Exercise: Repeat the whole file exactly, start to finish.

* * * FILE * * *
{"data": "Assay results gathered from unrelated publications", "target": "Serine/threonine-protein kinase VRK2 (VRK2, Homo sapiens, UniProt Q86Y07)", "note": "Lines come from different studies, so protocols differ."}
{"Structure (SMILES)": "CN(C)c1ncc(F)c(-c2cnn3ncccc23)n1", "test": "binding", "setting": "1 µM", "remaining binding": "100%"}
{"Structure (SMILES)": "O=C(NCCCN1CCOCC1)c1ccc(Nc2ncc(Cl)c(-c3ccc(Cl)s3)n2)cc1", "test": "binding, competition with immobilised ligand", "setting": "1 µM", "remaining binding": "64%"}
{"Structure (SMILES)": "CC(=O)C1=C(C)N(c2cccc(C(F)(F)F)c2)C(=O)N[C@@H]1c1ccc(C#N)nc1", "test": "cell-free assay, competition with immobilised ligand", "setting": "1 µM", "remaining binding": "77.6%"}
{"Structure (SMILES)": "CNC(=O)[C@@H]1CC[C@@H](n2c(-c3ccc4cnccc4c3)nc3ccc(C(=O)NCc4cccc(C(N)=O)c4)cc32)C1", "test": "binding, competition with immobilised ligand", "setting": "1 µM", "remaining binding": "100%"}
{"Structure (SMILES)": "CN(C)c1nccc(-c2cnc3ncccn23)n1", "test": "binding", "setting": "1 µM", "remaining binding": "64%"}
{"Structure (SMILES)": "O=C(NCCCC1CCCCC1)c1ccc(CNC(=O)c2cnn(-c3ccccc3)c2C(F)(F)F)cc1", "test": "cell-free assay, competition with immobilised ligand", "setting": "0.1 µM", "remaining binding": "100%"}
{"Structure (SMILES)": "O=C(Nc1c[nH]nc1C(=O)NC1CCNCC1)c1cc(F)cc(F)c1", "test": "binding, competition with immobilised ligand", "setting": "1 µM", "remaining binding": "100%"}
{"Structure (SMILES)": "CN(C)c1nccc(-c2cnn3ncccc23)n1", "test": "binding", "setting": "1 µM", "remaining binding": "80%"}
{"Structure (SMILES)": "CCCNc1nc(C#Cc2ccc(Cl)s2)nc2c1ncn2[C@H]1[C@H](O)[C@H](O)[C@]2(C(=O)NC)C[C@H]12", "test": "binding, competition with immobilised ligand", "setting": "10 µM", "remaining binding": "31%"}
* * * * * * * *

{"data": "Assay results gathered from unrelated publications", "target": "Serine/threonine-protein kinase VRK2 (VRK2, Homo sapiens, UniProt Q86Y07)", "note": "Lines come from different studies, so protocols differ."}
{"Structure (SMILES)": "CN(C)c1ncc(F)c(-c2cnn3ncccc23)n1", "test": "binding", "setting": "1 µM", "remaining binding": "100%"}
{"Structure (SMILES)": "O=C(NCCCN1CCOCC1)c1ccc(Nc2ncc(Cl)c(-c3ccc(Cl)s3)n2)cc1", "test": "binding, competition with immobilised ligand", "setting": "1 µM", "remaining binding": "64%"}
{"Structure (SMILES)": "CC(=O)C1=C(C)N(c2cccc(C(F)(F)F)c2)C(=O)N[C@@H]1c1ccc(C#N)nc1", "test": "cell-free assay, competition with immobilised ligand", "setting": "1 µM", "remaining binding": "77.6%"}
{"Structure (SMILES)": "CNC(=O)[C@@H]1CC[C@@H](n2c(-c3ccc4cnccc4c3)nc3ccc(C(=O)NCc4cccc(C(N)=O)c4)cc32)C1", "test": "binding, competition with immobilised ligand", "setting": "1 µM", "remaining binding": "100%"}
{"Structure (SMILES)": "CN(C)c1nccc(-c2cnc3ncccn23)n1", "test": "binding", "setting": "1 µM", "remaining binding": "64%"}
{"Structure (SMILES)": "O=C(NCCCC1CCCCC1)c1ccc(CNC(=O)c2cnn(-c3ccccc3)c2C(F)(F)F)cc1", "test": "cell-free assay, competition with immobilised ligand", "setting": "0.1 µM", "remaining binding": "100%"}
{"Structure (SMILES)": "O=C(Nc1c[nH]nc1C(=O)NC1CCNCC1)c1cc(F)cc(F)c1", "test": "binding, competition with immobilised ligand", "setting": "1 µM", "remaining binding": "100%"}
{"Structure (SMILES)": "CN(C)c1nccc(-c2cnn3ncccc23)n1", "test": "binding", "setting": "1 µM", "remaining binding": "80%"}
{"Structure (SMILES)": "CCCNc1nc(C#Cc2ccc(Cl)s2)nc2c1ncn2[C@H]1[C@H](O)[C@H](O)[C@]2(C(=O)NC)C[C@H]12", "test": "binding, competition with immobilised ligand", "setting": "10 µM", "remaining binding": "31%"}